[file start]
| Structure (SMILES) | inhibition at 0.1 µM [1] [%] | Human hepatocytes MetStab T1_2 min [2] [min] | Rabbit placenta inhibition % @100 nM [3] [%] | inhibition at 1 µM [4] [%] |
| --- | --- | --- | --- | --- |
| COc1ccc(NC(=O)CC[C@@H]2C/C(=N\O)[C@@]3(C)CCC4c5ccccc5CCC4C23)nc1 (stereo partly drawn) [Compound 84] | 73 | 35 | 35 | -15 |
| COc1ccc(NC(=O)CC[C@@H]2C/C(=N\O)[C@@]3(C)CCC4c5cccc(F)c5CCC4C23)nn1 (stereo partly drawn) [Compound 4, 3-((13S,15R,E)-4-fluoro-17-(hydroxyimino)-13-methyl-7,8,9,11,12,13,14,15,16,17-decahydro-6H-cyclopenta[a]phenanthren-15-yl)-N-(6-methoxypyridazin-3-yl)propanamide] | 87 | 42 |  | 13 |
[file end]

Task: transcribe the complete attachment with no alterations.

| Structure (SMILES) | inhibition at 0.1 µM [1] [%] | Human hepatocytes MetStab T1_2 min [2] [min] | Rabbit placenta inhibition % @100 nM [3] [%] | inhibition at 1 µM [4] [%] |
| --- | --- | --- | --- | --- |
| COc1ccc(NC(=O)CC[C@@H]2C/C(=N\O)[C@@]3(C)CCC4c5ccccc5CCC4C23)nc1 (stereo partly drawn) [Compound 84] | 73 | 35 | 35 | -15 |
| COc1ccc(NC(=O)CC[C@@H]2C/C(=N\O)[C@@]3(C)CCC4c5cccc(F)c5CCC4C23)nn1 (stereo partly drawn) [Compound 4, 3-((13S,15R,E)-4-fluoro-17-(hydroxyimino)-13-methyl-7,8,9,11,12,13,14,15,16,17-decahydro-6H-cyclopenta[a]phenanthren-15-yl)-N-(6-methoxypyridazin-3-yl)propanamide] | 87 | 42 |  | 13 |